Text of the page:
Since I mentioned earlier in the week that I probably ought to get out more, I can't help but pose the question, before I even begin writing this post: could there possibly be anything more lame than spending the late hours of a Friday night writing about a note to a Penguin Classic? No, no, no, no way. There's just not. This is the lamest.
Does it help if I avow that Rocketlass and I did go out tonight? That we spent the evening with friends? No? Okay, what if I try to justify tonight's post by reference to my longstanding appreciation of the drudge work that goes into editing, establishing, and writing the notes for authoritative texts? It's work that I, by long ago deciding against graduate school, eschewed, but that I appreciate nonetheless, and that therefore I feel should occasionally get its share of attention.
The note I'm interested in tonight is one I picked up on several weeks ago when I was reading the Penguin Classics edition of Tom Jones. Late in the novel, in the midst of some pleasantly rambling remarks introducing a chapter, Henry Fielding describes the untrustworthiness of Tom's sugar mama Lady Bellaston in the following manner:
Tho' the Reader may have long since concluded Lady Bellaston to be a Member (and no inconsiderable one) of the Great World, she was in reality a very considerable Member of the Little World; by which Appellation was distinguished a very worthy and honourable Society which not long since flourished in this Kingdom.Editors Thomas Keymer and Alice Wakely grace readers of that paragraph with the following information:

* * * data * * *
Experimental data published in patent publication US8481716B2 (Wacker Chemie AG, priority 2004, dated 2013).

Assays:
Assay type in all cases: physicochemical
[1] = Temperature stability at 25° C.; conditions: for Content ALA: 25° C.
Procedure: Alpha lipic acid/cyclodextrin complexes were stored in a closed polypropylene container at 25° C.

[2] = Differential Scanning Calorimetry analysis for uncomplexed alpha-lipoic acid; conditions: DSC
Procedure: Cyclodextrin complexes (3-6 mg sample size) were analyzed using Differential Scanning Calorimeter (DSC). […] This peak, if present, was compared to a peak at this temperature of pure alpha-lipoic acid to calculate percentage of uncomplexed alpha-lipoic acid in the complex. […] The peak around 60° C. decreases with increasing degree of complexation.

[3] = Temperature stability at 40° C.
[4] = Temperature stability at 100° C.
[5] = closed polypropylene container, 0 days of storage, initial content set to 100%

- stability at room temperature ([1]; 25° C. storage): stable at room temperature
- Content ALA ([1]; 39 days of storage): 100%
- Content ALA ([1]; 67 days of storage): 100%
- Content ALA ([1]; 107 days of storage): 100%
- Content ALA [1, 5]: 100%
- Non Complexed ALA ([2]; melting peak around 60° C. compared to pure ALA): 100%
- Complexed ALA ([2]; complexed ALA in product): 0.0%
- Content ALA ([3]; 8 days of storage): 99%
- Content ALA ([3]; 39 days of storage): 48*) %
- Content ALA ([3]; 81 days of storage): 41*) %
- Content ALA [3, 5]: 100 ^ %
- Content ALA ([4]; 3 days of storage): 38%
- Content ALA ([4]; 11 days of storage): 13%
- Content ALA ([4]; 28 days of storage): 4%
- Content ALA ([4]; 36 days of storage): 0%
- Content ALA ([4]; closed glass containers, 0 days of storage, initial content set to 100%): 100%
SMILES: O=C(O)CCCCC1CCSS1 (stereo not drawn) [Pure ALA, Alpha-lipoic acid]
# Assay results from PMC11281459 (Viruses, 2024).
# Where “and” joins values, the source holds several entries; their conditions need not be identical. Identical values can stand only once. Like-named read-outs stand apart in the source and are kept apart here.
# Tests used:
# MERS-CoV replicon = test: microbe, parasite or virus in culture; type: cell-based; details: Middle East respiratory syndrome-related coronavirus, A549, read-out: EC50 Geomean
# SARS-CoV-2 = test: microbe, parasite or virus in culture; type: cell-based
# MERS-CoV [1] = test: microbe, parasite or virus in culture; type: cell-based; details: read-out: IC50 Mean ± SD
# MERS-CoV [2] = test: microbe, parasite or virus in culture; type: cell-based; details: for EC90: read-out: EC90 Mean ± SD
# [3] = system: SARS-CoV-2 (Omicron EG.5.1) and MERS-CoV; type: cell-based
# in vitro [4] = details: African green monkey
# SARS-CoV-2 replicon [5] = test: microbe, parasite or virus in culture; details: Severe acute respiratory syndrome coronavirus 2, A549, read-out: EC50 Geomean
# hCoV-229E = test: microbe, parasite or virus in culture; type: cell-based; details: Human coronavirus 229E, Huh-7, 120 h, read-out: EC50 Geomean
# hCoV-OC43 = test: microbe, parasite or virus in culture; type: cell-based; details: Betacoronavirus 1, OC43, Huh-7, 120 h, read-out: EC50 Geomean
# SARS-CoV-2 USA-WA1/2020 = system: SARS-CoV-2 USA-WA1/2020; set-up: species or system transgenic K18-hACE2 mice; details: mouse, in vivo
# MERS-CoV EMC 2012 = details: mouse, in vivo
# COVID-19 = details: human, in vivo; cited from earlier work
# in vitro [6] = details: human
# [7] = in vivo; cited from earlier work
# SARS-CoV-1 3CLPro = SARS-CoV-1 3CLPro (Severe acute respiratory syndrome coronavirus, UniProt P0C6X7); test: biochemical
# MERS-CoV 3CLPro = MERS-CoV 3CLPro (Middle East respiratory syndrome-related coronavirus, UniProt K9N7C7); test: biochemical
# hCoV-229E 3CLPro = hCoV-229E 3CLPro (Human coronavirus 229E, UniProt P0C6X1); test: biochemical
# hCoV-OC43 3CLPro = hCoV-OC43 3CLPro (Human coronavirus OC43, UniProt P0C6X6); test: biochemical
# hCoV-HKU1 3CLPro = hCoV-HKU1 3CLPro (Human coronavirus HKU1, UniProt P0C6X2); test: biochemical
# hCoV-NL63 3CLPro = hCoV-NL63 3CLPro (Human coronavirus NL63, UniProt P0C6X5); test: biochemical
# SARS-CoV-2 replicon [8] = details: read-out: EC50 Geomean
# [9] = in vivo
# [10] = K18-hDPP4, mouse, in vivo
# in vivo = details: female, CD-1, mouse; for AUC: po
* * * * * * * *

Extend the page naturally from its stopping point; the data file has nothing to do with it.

Among other good Principles upon which this Society was founded, there was one very remarkable: For as it was a Rule of an honourable Club of Heroes, who assembled at the close of the late War, that all the Members should every Day fight once at least; so 'twas in this, that every Member should, within the twenty-four Hours, tell at least one merry Fib, which was to be propagated by all Brethren and Sisterhood.
Although the War of the Austrian Succession, formally concluded in October 1748, was the most recent war to have ended, Battestin plausibly finds an allusion here to a coterie of officeers, the so-called "Derby Captains," who devoted themselves to provoking duels following the Treaty of Utrecht (1713), which ended the War of the Spanish Succession. Battestin also cites John Arbuthnot's prospectus for a mock-treatise entitled "The Art of Political Lying" (1727), a chapter of which would outline "a Project for uniting the several smaller Corporations of Lyars into one Society."Could a note be more suggestive or fascinating? Don't both those societies sound like something right out of Robert Louis Stevenson, or perhaps G. K. Chesterton? Dumas, too, would surely have had fun with these folks. Or, at a further remove, can't you imagine Borges delivering a detailed account of a secret society dedicating to lying and dueling--which, despite its being fully annotated and crammed with references to the appropriate historical documents, you would naturally assume to be a complete fabrication?
Thank you, edition-editing, note-writing scholars. You've kept me up far too late and brought me real pleasure.